Museums and galleries are urged to regularly extend opening hours and put on after-hours events, which are estimated to be worth an annual £9.6m in ticket sales.

Photo of late night
The British Museum

Extending opening hours and putting on after-hours events would do for galleries, museums and heritage sites ‘what Airbnb does for spare bedrooms’, a major new study has concluded.

It finds the activities are a “proven” route to new audiences and revenue, particularly in under-utilised spaces, and highlights a need in the sector for more opportunities to share knowledge, experience and good practice around after-hours programming.

“The museum sector has a popular product which many people have yet to experience – what an opportunity,” writes Culture24, one of Arts Council England’s incoming sector support organisations, which authored the report.

“Museums cannot afford not to open for longer – the retail sector learned this years ago and initiatives like weekly late-night shopping Thursdays are now commonplace”.

Current provision

Culture24 concludes the UK’s ‘lates’ scene – defined as any activity in a cultural space after the traditional closing time of 5pm – is “one of the most mature offers in the world”. It estimates the market in the UK is worth £9.6m in annual ticket earnings, but has the potential to grow by at least £7.7m over the next five years.

As part of the research, Culture24 analysed the number of after-hours events uploaded to its own listings website. Each region of the UK is ranked in terms of its lates offer, with London classed as having the best supply and being home to the UK’s first regular lates events, which started in 2001 at the V&A.

An accompanying survey also reveals 73% of the public would attend lates events if venues put them on, leading the report to conclude demand in London, Cardiff, Southampton and Liverpool “far outstrips supply”.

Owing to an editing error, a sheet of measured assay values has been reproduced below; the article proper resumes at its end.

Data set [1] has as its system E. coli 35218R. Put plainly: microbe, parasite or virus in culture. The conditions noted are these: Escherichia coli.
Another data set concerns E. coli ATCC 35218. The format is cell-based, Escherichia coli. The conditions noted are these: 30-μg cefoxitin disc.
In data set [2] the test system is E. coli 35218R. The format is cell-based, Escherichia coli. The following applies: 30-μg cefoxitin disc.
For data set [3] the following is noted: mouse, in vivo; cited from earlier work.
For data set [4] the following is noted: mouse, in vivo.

The chain

To take advantage of such demand, the Arts Council England-funded report encourages cultural institutions to build lates activity into their regular offer, “without the external support that comes with being part of a festival”. Culture24 currently co-ordinates the Museums at Night Festival, which encourages organisations to extend hours on one or two nights a year.

As such, it calls on venues and policymakers to collaborate and help improve programming, develop venues as social spaces and prioritise late-opening venues as a core element of a region’s night time economy.

“Creating an environment where museums, galleries and libraries are open late into the evening is dependent on people both inside and outside the arts and culture sector working together,” the report notes.

The report recommends operating lates activity in spring and autumn, recognising that interest generally dips in winter and summer, and notes some museums have had success from clustering together to offer local lates festivals.

But it also offers a warning from Jenny Bull, of Cambridge University Museums, who says “the more you open late the harder sell it is”.

Complementary research

The report is accompanied by two pieces of complementary research, also produced by Culture24, which assess lates offers around the globe and the impact on cultural tourism.

Based on research conducted with Airbnb, the first report concludes cultural tourists are equally interested in music, food and drink, which can be provided by lates events. Additionally, it encourages the events to be as locally distinctive as possible to attract international visitors.

The second study assessed the extent to which successes and innovations in another cities can be applied to the UK. It shares examples of good practice from across the globe, such as Mexico City’s ‘bicycle tours’ which offer a shared and environmentally sustainable way for the public to travel between venues.

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